;-)

bye
Benny
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post #20 of 84 Old 12-05-2009, 10:52 AM
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Quote:
Originally Posted by Benny42 View Post

Confuzius says:

TVs are like women: If the inner values aren't compelling you won't have fun in the long run, however sexy the exterior!

;-)

lol
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post #21 of 84 Old 12-06-2009, 06:12 AM
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Hi,

Just joined because I did some research and found out about the cap problems on Samsung plasma TV's. My wife and I just bought a Samsung PN42B430P2D. From what I have read on this thread the main problem with them seems to be the capacitors on the power supply. I don't expect them to be bad right off the bat but is there a way to tell when they are going bad so I can be prepared?

I have been an electronics tech for over thirty years so the idea of replacing them is not an issue. The question I would have is how easy is it to get at the board? Most manufacturers don't make it very easy to get at the internals.

This is our first HD TV and now that I have found this info I am considering taking it back and switching to another brand or is that over reacting?

Any thoughts would be greatly appreciated.

Ironray

PS can anyone point me to where the calibration thread for Samsung is?
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post #22 of 84 Old 12-06-2009, 11:24 PM
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You have nothing to worry about with your plasma- They do not have the capacitor problem. Its mostly limited to last years model LCDs and some DLPs.
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post #23 of 84 Old 12-07-2009, 12:39 AM
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fwiw, plasmas can be just as susceptible to failing caps.

I just picked up a (broken) 2004 50" Toshiba Plasma and found bad caps on the y sus board ($250-300). These caps are 150v / 150u and a few 250v 150u SAMWHA (M)... not a great reputation and questionable cap 'grade' for the incredible heat these plasmas experience. Especially those w/o active cooling via fan.

A quick search on craigslist shows MANY LCDS and PLASMAs where they owner says "All I know is I heard a POP and then it stopped working..." classic sound for cap failure.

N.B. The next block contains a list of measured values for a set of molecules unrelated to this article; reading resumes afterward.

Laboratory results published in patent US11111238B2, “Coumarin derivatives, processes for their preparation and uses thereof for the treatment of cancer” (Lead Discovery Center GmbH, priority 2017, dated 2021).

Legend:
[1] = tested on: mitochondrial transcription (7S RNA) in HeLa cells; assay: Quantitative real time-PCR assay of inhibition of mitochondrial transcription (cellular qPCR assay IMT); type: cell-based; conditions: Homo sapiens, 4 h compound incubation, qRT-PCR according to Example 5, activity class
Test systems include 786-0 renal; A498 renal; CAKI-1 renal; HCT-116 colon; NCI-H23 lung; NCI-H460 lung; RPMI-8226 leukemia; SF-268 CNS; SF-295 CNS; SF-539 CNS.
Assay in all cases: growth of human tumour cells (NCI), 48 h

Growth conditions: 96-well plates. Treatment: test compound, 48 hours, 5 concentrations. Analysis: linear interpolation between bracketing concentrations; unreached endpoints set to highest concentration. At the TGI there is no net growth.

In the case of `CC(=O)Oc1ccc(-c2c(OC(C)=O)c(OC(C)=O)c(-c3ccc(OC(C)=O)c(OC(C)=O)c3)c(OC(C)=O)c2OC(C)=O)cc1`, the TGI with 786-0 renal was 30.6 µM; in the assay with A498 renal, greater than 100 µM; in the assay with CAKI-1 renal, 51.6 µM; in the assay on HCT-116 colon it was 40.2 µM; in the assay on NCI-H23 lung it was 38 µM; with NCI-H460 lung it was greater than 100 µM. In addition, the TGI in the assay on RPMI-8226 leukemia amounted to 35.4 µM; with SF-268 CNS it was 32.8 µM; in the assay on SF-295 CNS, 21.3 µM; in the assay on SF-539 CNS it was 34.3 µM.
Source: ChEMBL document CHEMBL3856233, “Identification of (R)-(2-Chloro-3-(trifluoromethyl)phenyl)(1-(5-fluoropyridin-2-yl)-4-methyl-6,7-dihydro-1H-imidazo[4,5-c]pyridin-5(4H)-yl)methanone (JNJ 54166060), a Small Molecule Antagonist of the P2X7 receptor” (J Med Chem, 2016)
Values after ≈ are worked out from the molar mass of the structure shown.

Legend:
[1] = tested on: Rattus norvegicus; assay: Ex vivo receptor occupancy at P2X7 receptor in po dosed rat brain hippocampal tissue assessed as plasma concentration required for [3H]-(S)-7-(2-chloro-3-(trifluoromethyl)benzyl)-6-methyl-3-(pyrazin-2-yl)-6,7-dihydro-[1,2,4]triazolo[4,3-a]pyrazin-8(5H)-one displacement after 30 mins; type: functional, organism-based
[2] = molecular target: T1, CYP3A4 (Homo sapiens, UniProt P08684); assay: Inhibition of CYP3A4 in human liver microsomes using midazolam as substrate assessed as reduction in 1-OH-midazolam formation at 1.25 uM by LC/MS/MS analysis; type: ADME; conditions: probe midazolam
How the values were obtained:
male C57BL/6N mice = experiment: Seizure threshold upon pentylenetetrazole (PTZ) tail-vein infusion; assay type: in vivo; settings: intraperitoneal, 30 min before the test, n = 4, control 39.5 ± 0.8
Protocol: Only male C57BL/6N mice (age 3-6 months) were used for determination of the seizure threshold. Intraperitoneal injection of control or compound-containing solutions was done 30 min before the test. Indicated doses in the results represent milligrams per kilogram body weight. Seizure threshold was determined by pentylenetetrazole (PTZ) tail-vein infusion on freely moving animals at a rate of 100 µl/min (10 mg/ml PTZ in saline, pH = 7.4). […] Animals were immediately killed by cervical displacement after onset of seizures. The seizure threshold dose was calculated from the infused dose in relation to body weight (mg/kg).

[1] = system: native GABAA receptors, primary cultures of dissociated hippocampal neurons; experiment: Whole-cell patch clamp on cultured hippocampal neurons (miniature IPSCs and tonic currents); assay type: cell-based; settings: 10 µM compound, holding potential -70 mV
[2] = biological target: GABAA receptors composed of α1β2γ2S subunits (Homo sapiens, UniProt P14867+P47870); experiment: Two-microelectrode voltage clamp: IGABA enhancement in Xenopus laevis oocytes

Another example. I repaired two $12,000 Raritan KVM units just by opening them up and looking for a buldging cap. Turned out they each had a few bad (Rubicon...) caps in the power supply's. Saved my company a nice chunk of change.

So my rule is if it uses electricity and it stopped working properly... check closely for bad caps on the power supply first... but don't rule out the others.
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post #24 of 84 Old 12-07-2009, 03:57 AM
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Yeah, plasmas would be even more susceptible to capacitor failure due to their greater heat output.

It's a shame that such great tvs are plagued by such an otherwise minor problem. And for what? To save a dollar or two per television by going with the cheapest supplier, instead of a more reputable one. Thankfully, switching out the caps with better quality and higher rated ones is an easy enough fix on LCD panels.
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post #25 of 84 Old 12-07-2009, 04:52 AM
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Quote:
Originally Posted by bill4903485 View Post

It's a shame that such great tvs are plagued by such an otherwise minor problem. And for what? To save a dollar or two per television by going with the cheapest supplier, instead of a more reputable one. Thankfully, switching out the caps with better quality and higher rated ones is an easy enough fix on LCD panels.

TV sets consist of hundreds of components - if they'd only use the 'better' ones they may end up having twice the cost.

Not excusing - merely pointing out.

Add to this the trend to outsource even more than before (Sony for example) we may end up having the worst time still before us...

bye
Benny
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post #26 of 84 Old 12-07-2009, 11:56 PM
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Toshiba? I thought we were talking about Samsung here and Samsung's Cap problem..





Quote:
Originally Posted by thegeeknme View Post

fwiw, plasmas can be just as susceptible to failing caps.

I just picked up a (broken) 2004 50" Toshiba Plasma and found bad caps on the y sus board ($250-300). These caps are 150v / 150u and a few 250v 150u SAMWHA (M)... not a great reputation and questionable cap 'grade' for the incredible heat these plasmas experience. Especially those w/o active cooling via fan.